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US News Facial recognition ban left out of the EU's agenda to regulate AI

04:00  21 february  2020
04:00  21 february  2020 Source:   qz.com

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The EU commission' s white paper on AI regulation tries to balance rights of individuals with needs of industry amid global boom. A new report of the European Agency for Fundamental Rights calls for "a clear legal framework" to regulate facial recognition technologies, saying that collecting facial

A leaked draft had suggested a ban on facial recognition ' s use in public areas would be proposed. While there were no specific proposals on how to regulate facial recognition , the document did say potentially re-training AI systems developed outside the EU so that they comply with rules particular to

(Video by ABC News)

The term “facial recognition” only appears four times in the 27-page document that outlines Europe’s vision for the future of artificial intelligence. Three of those four instances are in footnotes.

The document, known as the White Paper on Artificial Intelligence, is a part of the European Union Commission’s ambitious agenda to regulate the tech sector of the EU’s 27 member nations, which it released this week (Feb. 19).

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The EU hopes to boost research into as well as regulate artificial intelligence. The bloc also wants to create a marketplace for "unbiased" data. Facial recognition in particular has been the focus of data privacy experts and activists who fear that the technology could lead to new levels of intrusion on the

The proposals could place a temporary ban on all facial recognition in public, create a single market for data throughout the entire EU , and ask for MORE: Britain formally leaves European Union. In addition to releasing its plan to regulate AI , the EU is expected to also announce its European Data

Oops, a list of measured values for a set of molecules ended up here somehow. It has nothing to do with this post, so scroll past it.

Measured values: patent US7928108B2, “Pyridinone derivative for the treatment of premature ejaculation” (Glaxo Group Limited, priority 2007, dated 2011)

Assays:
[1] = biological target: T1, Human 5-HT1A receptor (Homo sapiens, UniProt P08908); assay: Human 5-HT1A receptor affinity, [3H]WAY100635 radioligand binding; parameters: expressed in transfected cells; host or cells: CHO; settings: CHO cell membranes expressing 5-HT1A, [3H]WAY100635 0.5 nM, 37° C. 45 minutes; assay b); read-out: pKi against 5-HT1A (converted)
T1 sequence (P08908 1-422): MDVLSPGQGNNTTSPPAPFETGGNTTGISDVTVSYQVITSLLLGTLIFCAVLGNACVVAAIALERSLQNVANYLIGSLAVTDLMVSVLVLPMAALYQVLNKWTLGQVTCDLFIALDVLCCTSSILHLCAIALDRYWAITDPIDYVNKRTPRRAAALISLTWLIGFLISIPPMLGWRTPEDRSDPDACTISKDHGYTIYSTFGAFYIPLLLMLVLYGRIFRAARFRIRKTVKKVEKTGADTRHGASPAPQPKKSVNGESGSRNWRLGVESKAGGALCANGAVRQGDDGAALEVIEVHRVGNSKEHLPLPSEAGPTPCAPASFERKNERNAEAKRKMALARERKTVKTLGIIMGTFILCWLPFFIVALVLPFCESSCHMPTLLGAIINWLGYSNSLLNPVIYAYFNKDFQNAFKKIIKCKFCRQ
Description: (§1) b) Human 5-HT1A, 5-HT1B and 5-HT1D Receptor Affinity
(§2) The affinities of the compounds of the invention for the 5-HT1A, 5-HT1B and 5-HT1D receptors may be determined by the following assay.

AI ethics experts warn against the unregulated use of facial recognition, which is currently being deployed by both governments and the private sector. The fact that the controversial technology is barely mentioned in the white paper represents a remarkable shift in the EU’s willingness to draw a hard line on its use.

Thierry Breton holding a sign © Provided by Quartz

Last month, a draft white paper revealed that Europe was weighing a temporary five-year ban on facial recognition, a move that was praised by digital rights advocates but decried by the security community. That ban no longer appears in the final draft. FT reported this week that the ban was removed from later drafts due to fears that it would stifle innovation and compromise national security.

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Facial recognition has emerged as a hot-button issue as the EU prepares to outline its plans to regulate artificial intelligence next month. In a January draft of the upcoming paper on AI , the EU ’ s executive body said any new regulations would target high-risk applications, such as predictive